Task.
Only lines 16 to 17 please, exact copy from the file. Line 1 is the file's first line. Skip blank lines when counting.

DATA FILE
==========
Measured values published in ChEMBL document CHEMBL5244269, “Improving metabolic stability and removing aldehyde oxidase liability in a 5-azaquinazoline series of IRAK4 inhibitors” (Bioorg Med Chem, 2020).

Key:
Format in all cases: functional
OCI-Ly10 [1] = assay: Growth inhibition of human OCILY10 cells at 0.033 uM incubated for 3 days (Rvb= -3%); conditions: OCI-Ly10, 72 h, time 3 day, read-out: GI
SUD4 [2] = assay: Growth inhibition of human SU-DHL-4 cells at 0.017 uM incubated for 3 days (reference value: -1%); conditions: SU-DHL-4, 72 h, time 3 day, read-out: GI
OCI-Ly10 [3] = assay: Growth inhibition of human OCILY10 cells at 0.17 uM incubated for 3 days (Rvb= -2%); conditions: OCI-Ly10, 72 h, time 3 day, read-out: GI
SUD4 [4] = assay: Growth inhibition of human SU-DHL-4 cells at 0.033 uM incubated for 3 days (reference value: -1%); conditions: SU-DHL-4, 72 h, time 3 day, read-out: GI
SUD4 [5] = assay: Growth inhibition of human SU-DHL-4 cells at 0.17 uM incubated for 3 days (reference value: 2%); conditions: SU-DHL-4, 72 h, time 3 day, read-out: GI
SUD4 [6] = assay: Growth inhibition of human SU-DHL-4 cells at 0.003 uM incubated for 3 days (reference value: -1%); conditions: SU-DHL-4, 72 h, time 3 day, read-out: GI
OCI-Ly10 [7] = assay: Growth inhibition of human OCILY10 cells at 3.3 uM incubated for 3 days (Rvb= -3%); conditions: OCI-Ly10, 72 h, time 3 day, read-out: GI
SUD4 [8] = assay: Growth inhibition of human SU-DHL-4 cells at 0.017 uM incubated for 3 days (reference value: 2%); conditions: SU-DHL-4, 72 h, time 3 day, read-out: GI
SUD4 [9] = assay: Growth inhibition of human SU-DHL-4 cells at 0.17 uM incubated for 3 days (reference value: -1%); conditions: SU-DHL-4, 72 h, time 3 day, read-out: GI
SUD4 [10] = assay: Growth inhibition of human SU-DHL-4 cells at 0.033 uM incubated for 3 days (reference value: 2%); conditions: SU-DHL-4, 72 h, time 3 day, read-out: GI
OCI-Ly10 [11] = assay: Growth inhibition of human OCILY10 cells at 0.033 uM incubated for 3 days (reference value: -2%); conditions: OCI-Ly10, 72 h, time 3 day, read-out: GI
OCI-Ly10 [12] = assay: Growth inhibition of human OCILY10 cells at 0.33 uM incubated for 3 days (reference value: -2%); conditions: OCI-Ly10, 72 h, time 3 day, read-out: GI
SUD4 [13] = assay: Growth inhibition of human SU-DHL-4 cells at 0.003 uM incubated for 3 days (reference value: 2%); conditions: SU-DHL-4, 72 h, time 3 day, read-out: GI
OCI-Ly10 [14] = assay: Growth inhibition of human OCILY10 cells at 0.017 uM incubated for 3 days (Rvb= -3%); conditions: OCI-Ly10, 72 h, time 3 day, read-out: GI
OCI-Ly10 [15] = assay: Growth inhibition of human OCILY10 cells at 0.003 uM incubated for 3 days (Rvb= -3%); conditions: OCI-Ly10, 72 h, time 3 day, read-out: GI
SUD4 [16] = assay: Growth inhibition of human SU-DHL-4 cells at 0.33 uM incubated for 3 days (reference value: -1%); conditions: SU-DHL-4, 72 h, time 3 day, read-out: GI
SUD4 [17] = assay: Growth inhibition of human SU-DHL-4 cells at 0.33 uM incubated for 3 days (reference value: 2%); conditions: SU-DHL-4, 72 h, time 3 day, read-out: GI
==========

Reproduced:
SUD4 [13] = assay: Growth inhibition of human SU-DHL-4 cells at 0.003 uM incubated for 3 days (reference value: 2%); conditions: SU-DHL-4, 72 h, time 3 day, read-out: GI
OCI-Ly10 [14] = assay: Growth inhibition of human OCILY10 cells at 0.017 uM incubated for 3 days (Rvb= -3%); conditions: OCI-Ly10, 72 h, time 3 day, read-out: GI